Inspiring the crafts of art

16th April 2004 at 01:00
After just months, a three-year crafts education project with residential specialists has already made quite an impact, writes Deedee Cuddihy

It took six months to write the proposal for the Ayrshire and Arran craft development project Elements of Change, which will involve 12 schools and cost pound;180,000 over three years, but half way into the first year it appears that the plan is working well.

Phillipa Aitken, the craft development officer for North and East Ayrshire, says the aim of the project is to "instill in children an understanding of the value of craft and its use as a vehicle for self-expression and creativity".

"We're doing this by organising residencies for craftmakers in schools," she explains.

Under the scheme, which is receiving pound;100,000 Scottish Arts Council National Lottery funding, four craft specialists will each be resident in a school for 10 months each year, working one day a week in the school and spending the remaining four days researching and developing new work of their own in studio space provided by the local authority.

More than 40 craftspeople from all over the UK applied for the places and had to demonstrate the highest standard of work as well as excellent communication skills and organisational ability. Twenty-five schools - primary, secondary and special needs - applied to host the residencies and two in North Ayrshire and two in East Ayrshire were chosen on the strength of their commitment to the project in terms of space, time and staffing.

Andrew Weatherhead, a ceramicist from Dumfries, is now in residence at St Andrew's Academy in Saltcoats. "Andrew has been showing pupils how to work with clay and teaching us new techniques which we'll be able to use in the future," explains Kate Dobson, the principal teacher of art. "We've been able to use Andrew for critical studies as well. The pupils interviewed him about his work and we video filmed it as a resource."

Textile artist Serena Partridge is in residence at Irvine Royal Academy.

She has been working with Standard Grade and Higher classes and on a one-to-one basis with five Advanced Higher pupils.

Frances Morrison, the school's principal teacher of art, praises her work.

"Because of Serena, the fashion project the Advanced Higher group is working on has been brought up another level. The finished result will be geared more to an art gallery than the catwalk. She's brought new skills into the department and introduced staff and pupils to new materials and new ways of doing things," she says.

At St Joseph's Academy in Kilmarnock, principal teacher of art John Grant is equally as pleased with the work being done by woodcarver Seamus O'Sullivan. "We're sharing Seamus with the technical department and the kids and staff are really enjoying the experience."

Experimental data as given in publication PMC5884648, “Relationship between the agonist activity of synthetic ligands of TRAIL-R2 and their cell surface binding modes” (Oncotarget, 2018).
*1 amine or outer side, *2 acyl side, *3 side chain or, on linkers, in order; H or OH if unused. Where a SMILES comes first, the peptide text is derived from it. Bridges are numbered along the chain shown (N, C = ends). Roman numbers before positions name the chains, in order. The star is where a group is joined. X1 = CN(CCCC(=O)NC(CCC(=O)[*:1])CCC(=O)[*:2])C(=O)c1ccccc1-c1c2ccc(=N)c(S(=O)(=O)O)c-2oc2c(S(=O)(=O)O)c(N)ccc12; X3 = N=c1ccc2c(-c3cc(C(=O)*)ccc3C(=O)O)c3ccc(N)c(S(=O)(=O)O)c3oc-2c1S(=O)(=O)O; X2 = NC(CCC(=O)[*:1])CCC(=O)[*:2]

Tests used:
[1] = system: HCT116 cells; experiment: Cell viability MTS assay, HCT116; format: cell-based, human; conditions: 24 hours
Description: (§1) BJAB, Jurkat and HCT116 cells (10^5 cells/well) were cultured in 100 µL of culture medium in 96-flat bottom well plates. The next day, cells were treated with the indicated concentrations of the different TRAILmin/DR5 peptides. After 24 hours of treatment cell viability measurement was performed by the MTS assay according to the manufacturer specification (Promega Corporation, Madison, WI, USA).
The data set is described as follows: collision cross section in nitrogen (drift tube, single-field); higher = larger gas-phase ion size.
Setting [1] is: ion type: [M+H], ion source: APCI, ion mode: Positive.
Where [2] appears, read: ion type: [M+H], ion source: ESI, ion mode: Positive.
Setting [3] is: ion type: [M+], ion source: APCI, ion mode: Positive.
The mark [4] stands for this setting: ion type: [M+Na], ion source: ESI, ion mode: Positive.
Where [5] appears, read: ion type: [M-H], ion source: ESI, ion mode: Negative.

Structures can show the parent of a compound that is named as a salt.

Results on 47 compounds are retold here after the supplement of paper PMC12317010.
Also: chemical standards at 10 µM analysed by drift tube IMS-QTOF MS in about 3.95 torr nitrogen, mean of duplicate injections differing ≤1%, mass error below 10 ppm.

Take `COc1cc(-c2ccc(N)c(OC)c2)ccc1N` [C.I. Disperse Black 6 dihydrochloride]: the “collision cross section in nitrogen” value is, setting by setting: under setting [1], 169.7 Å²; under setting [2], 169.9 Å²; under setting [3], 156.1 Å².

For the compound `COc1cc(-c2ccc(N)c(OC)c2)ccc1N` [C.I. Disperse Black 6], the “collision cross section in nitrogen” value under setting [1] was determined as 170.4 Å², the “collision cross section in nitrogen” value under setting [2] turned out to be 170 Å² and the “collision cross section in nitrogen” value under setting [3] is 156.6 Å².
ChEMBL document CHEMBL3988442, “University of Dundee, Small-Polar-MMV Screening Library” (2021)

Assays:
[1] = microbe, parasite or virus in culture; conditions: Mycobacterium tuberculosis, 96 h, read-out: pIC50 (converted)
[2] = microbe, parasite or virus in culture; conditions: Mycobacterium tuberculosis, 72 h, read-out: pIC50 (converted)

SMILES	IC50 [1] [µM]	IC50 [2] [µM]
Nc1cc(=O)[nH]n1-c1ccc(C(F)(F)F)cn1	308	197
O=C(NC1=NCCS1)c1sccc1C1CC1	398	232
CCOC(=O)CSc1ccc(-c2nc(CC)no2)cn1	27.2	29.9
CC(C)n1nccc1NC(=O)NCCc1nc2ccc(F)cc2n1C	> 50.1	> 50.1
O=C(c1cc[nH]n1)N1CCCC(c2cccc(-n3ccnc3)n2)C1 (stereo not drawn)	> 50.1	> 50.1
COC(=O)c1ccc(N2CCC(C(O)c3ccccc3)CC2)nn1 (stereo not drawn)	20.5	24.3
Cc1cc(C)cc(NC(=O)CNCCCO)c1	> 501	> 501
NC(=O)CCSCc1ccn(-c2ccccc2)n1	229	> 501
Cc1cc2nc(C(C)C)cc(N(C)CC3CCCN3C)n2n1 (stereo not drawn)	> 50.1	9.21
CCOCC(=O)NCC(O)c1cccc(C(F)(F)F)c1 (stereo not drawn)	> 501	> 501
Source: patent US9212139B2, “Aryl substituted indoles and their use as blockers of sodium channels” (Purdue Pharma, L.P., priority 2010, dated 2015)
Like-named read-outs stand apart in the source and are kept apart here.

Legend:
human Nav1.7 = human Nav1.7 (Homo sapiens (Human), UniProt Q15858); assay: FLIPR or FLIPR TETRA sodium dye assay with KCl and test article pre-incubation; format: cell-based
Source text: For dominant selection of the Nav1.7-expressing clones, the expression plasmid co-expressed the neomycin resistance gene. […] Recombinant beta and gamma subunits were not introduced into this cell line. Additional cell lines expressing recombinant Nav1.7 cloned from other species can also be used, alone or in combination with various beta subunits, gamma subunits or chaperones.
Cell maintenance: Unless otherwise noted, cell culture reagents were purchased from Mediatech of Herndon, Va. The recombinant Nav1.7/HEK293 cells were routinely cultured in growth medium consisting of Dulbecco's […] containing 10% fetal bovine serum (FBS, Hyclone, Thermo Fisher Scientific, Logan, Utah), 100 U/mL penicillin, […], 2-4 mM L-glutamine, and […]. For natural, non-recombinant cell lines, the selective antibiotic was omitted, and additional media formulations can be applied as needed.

Jewellery maker and metal worker Marion Kane, who is from Ayrshire, is in residence at James Hamilton Academy in Kilmarnock, to the benefit of both pupils and staff, says principal teacher of art Charles Beadle.

"Marion has brought in ideas which will act as a springboard to invigorate the topic and she's organised a series of three professional development jewellery workshops for teachers in the area."

Although the four craftspeople have been enjoying the financial security of a monthly wage (pound;12,000 a year), none has been tempted yet to change career and go into full-time teaching. "Working in a school one day a week feels good," says Ms Partridge who, in common with the others, believes she could "never stop being a maker".

Mr Weatherhead, who at 38 is the oldest of the residents, admits the post has allowed him to escape, temporarily, from the commercial pressures of his work but says: "It's giving me time to develop and experiment." His studio is beside the beach at Irvine, where he has been excavating clay and taking plaster casts of patterns in the sand.

Mr O'Sullivan was working part-time in a bar when he saw an advertisement for the Elements of Change residencies and leapt at the chance to take part in the project. "This is a much healthier existence," he says. "It's giving me time to think and I'm learning too because the kids ask me questions that I never asked myself at art school, like why I use certain techniques and why they don't always work."

Ms Kane praises the enthusiasm of the S2 pupils she has been working with.

"They learn so quickly, I sometimes feel a bit redundant," she says.

An exhibition of work by the craft-makers and pupils involved in the project will go on show in the region next month.

For more about Elements of Change, call Phillipa Aitken, tel 01563 554341

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